Re: Elian Gonzales and Microsoft OR Freedom v/s Slavery
The learned article by your columnist, Gary Endelman (An Answer to Elian) misses the fundamental issue involved, namely, whether your country, the USA, stands for man's freedom in a democracy or for man's slavery by a political dictator. The USA has been known until recently as a champion of man's political right to decide his own destiny. The traditional opposition of the US to the Communism and her bitter wars fought in far away Korea, Vietnam and other places - all spring from single political commitment to man's Rights and freedoms. With this historical perspective as a background, it is difficult to accept that a mighty government machinery was used to kidnap a six year old child from his relatives. Yes, kidnap, there is no other word to describe the US government's action in snatching away the boy in the ungodly hour of five o'clock in the morning.
Mr. Endelman's analysis may be legally correct; and I do not claim any competence to criticize him on legal grounds as I have little knowledge of the provisions of the Cuban Adjustment Act. But it is evident from his article that the said act was passed by your legislature to provide asylum, parole and opportunity to prosperity through a gainful employment to any freedom-loving Cuban fleeing from the clutches of the despotic Castro. It is indeed sad and ironic that in the case of Elian, the US government has acted just the opposite to the spirit, if not the letter, of the aforesaid Act.
In parenthesis I may add that if a parent's wishes were to override what a six year old is presumed to desire, why did your government overlook the earlier facts that the child was in the custody of his mother who definitely wished her son to enjoy the freedoms in the US and gave up her life on the high seas while smuggling away the child and herself from the Cuba's dictatorial rule. Even Mr. Endelman is conspicuously silent on this aspect while legally identifying the pro and cons of a child's competence to decide his destiny versus his father's wish to take him back to the dark Cuba.
But the fundamental issue of freedom is much wider than an individual case of an Elian. It may be beyond the scope of Mr. Endleman's article, but please allow me to show a sinister parallel that runs between the case of a Cuban fugitive child and that of the mighty Bill Gates of Microsoft Corporation. Your government's action in both the cases are anti-man, anti-life and anti-right. As much as Elian has right to covet the freedoms presumably available in the US, your own citizen Bill Gates and thousands of his workers have right to "pursuit of (their own) happiness" as guaranteed by your Constitution. Microsoft is not in business for the convenience of its customers, nor are these customers any way compelled to buy Microsoft's products. Let not your government interfere in restricting the freedoms of the competing corporations. Let them all compete FREELY and carve out their market shares as per their merits determined by their customers, who are also acting in THEIR OWN interests. All of them act in their own rational selfish interests and deal with one another wherever or whenever the interests coincide or else deal with a competitor for a better reward.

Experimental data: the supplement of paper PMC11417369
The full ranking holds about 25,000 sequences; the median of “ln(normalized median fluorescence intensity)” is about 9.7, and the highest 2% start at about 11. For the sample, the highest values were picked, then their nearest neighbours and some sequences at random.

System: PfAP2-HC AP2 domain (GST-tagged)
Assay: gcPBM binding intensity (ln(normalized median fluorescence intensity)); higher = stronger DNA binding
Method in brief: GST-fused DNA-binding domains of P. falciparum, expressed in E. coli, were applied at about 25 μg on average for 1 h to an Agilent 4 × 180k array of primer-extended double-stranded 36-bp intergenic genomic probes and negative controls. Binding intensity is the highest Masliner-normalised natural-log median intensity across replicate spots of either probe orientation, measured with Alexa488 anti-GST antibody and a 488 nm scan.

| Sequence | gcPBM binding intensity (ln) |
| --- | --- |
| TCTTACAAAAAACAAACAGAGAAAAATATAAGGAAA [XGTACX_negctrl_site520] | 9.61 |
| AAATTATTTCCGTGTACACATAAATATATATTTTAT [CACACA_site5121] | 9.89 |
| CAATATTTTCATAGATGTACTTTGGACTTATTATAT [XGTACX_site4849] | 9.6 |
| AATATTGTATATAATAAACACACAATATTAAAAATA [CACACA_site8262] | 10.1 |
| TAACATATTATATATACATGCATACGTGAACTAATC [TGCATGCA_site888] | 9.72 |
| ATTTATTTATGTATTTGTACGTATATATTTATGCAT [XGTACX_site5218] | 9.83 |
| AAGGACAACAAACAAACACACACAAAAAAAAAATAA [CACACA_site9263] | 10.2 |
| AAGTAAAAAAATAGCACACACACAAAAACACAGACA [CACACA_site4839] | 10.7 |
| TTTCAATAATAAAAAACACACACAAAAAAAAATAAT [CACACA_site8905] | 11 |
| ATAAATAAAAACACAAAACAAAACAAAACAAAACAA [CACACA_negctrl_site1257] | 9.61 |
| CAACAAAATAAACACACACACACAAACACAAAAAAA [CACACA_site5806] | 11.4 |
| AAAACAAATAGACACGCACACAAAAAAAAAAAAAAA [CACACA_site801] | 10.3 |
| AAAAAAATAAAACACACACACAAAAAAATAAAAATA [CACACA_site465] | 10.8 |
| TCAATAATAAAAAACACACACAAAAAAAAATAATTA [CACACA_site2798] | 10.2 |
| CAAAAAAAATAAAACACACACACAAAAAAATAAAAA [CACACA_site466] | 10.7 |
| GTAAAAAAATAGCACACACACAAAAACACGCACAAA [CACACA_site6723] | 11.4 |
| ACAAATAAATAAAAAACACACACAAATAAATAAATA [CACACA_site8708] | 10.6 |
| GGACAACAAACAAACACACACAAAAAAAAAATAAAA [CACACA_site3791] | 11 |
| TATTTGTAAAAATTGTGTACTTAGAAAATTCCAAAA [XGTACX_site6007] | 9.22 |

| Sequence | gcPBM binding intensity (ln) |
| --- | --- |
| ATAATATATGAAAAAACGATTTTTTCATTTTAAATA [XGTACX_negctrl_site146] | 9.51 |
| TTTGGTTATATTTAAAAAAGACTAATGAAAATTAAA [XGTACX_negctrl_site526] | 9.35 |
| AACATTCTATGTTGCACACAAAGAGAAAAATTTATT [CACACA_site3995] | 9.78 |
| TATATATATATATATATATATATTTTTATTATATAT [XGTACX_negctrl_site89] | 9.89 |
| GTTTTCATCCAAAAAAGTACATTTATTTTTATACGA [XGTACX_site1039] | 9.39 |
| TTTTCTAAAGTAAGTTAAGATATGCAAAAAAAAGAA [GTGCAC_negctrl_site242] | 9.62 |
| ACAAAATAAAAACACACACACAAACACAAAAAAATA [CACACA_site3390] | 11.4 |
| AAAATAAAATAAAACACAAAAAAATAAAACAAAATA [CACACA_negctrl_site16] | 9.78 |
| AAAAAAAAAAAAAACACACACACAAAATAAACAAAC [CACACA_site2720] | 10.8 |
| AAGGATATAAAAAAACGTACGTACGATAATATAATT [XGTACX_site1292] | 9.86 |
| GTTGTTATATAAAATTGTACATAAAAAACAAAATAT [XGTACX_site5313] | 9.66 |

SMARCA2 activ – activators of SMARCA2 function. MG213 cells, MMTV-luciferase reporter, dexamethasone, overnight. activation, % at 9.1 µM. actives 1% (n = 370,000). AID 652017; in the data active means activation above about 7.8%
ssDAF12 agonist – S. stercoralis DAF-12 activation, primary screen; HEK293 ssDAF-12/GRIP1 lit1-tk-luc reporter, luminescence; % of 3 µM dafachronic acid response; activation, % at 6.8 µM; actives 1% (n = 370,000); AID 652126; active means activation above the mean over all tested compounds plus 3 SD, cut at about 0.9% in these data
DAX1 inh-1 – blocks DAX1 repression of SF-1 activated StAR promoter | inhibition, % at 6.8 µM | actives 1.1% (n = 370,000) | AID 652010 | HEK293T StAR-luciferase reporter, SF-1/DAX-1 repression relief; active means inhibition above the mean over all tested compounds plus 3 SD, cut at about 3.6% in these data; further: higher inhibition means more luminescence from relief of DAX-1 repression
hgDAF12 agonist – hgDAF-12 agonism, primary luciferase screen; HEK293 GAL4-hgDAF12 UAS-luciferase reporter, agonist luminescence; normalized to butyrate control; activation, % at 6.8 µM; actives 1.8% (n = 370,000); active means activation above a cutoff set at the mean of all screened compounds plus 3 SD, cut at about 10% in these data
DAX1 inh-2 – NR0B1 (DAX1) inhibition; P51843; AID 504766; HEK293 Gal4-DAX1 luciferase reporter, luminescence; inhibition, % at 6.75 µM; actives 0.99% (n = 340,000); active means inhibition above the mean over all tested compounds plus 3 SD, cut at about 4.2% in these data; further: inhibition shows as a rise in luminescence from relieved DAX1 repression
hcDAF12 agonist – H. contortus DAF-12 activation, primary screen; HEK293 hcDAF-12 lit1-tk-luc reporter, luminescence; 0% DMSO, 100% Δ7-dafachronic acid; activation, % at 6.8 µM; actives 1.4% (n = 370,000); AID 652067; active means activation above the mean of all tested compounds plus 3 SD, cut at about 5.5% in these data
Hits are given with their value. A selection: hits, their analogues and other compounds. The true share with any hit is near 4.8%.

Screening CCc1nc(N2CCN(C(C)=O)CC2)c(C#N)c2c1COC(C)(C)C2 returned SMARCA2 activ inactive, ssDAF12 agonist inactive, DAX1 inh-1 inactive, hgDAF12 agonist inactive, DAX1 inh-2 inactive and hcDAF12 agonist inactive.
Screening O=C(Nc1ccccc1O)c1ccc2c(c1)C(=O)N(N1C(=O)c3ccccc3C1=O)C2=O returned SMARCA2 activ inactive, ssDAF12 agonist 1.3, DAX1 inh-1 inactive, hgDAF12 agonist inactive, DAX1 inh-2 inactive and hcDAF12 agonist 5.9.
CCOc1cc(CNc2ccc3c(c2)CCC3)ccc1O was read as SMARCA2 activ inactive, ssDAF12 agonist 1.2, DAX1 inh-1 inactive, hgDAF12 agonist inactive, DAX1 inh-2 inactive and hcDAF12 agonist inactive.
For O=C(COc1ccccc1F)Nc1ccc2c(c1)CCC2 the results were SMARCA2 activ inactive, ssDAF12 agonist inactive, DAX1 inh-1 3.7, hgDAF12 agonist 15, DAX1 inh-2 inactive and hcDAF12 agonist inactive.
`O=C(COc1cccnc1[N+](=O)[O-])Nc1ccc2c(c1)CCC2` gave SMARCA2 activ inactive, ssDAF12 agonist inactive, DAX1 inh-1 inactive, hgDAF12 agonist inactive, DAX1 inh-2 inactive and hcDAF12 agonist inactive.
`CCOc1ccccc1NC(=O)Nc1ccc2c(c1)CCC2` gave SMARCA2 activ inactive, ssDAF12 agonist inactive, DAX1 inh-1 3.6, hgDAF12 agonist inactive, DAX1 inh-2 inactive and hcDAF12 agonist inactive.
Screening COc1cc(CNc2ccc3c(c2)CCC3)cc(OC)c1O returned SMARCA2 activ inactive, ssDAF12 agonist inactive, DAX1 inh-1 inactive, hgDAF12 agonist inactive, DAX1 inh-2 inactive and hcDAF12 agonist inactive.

"Competition" is essentially a concept of Laissez-Faire market economics, exactly as "monopoly" can arise only through a government decree or a franchise. A government decreed competition, as envisaged in your anti-trust laws is a blatant violation of man's right to his life, liberty and pursuit of happiness. This only leads to a government-protected consumer enslaving a free producer. And certainly your founding fathers who wrote the US constitution never even dreamt of a right to enslave! A brutal civil war was fought on this issue and a freest nation in the world emerged from the conflict. But, unfortunately your anti-trust laws have an ironic history of enslaving your brightest business barons.
Believe me, Sir, the issues of Elian and Microsoft are immensely distressing to millions of freedom loving intellectuals all over the world who aspire to immigrate to a free life in the US, and to cast away their government-controlled life at home. The present day American citizens perhaps do not appreciate the values of life and liberty because they had them from the birth like air and water. But there are millions of intelligent, hard working individuals in the third world countries like India who are queuing up in thousands every day before the US consulates to get any kind of visa to immigrate to your country. To these aspirants, Elian and Microsoft send wrong signals.
Your country has been largely built during the last over two hundred years by your first generation immigrants. May be the USA now needs the next batch of the first generation immigrants, who would work to have the anti-trust laws repealed!
Very Truly Yours,